Protesters fed up with pandemic restriction gathered outside the Capitol as lawmakers met on Monday, Dec. 21. (Jake Thomas/Salem Reporter)
Oregon State Police have arrested four individuals and are seeking a fifth involved with Monday’s violent demonstration at the Capitol, which has drawn strong condemnation from state and local officials. Legislative leaders said the breach of a locked door at the Capitol is being investigated and there could be stricter security at the building.
On Monday, a mostly peaceful crowd gathered outside the Capitol building as lawmakers met for the third special session of the year to consider legislation related to the pandemic and historic wildfires.
The event was organized online with the help of right-wing group, including Patriot Prayer. At the event, many protesters aired frustrations with how pandemic restrictions have imperiled the livelihoods of Oregonians, kept kids from school and upended daily life. Others took a more confrontational approach, attempting to storm the building.
According to a statement from the Oregon State Police, troopers had checked and secured the doors to the Capitol in anticipation of the session. The Capitol has been closed to the public since March because of the pandemic.
But at around 8:30 a.m., a door on the northwest corner of the building was opened by a person exiting the building and several protesters entered the vestibule area, police said.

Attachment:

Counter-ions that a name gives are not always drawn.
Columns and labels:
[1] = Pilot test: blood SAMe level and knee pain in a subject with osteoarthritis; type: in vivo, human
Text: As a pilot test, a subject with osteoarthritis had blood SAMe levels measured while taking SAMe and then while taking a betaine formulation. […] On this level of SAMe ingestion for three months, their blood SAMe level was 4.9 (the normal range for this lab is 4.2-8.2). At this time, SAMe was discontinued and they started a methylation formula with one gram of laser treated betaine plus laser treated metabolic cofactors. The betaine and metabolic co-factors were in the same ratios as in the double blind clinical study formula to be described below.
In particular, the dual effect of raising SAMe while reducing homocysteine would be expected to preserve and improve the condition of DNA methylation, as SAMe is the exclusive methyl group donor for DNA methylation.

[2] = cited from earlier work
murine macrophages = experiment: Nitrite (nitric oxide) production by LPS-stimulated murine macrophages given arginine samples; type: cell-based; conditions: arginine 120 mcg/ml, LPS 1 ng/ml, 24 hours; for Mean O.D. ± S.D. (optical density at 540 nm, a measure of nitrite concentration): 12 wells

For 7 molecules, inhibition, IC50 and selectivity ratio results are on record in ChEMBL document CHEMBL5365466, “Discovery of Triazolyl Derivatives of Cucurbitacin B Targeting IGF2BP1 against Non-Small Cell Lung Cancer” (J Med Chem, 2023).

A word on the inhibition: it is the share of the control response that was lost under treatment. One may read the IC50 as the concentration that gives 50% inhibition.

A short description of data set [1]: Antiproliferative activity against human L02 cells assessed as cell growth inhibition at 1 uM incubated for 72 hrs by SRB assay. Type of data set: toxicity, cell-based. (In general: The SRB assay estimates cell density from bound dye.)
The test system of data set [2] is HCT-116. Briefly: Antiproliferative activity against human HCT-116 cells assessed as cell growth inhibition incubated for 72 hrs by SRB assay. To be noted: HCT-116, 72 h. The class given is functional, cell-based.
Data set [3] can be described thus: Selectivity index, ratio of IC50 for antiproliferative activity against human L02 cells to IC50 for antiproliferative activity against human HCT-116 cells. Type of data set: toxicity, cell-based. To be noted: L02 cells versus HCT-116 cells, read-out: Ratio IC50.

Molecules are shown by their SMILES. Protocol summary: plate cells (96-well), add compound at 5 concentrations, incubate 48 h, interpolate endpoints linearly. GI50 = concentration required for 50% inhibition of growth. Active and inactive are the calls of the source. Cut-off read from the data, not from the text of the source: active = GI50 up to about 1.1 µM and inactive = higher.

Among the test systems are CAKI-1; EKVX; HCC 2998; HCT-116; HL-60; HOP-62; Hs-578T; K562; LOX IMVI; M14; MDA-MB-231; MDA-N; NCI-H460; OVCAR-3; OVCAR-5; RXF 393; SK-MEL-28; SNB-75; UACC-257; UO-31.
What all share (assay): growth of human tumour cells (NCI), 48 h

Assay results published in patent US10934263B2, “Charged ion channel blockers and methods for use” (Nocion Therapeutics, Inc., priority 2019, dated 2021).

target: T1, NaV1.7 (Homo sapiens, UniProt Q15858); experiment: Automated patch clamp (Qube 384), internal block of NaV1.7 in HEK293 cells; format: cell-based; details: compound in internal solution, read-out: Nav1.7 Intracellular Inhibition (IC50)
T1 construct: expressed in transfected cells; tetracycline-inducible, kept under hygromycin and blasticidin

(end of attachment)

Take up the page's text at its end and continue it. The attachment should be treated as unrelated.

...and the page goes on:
Troopers asked the protesters to leave. But protesters instead kept trying to push their way into the building and one man sprayed officers with bear mace, police said. Troopers shot pepper balls, less-than-lethal munitions, into the crowd to keep them from advancing into the building.
Troopers and Salem police told those in the vestibule to leave or be arrested for trespassing. According to state police, at about 10:30 a.m. a protester again sprayed officers with a “chemical irritant.” Protesters also deployed a device that emitted smoke, police said.
Police arrested Ryan Lyles, 41, for felon in possession of body armor and unlawful use of mace. Two people who remained in the vestibule were also arrested including Ronald Vanvlack, 75, and Jerry Dyerson, 53, who were charged with criminal trespass and disorderly conduct. All three are being held in the Marion County Jail and charges have been referred to the Marion County District Attorney’s Office.
At about 1:30 p.m., a group broke off from the rest of the protesters and smashed a window on the west side of the building in an attempt to gain access to the building. After failing to gain access, the group attacked journalists.
Police arrested Jeremiah Pruitt, 35, for criminal mischief and disorderly conduct.
Police said that Jeremy Roberts, 40, was also attempting to gain access through the west door and attacked two reporters. Troopers are attempting to locate him at this time and he is not currently in custody, according to police.
The damage to the building as well as the attacks on police and journalists drew strong reactions from city and state leaders.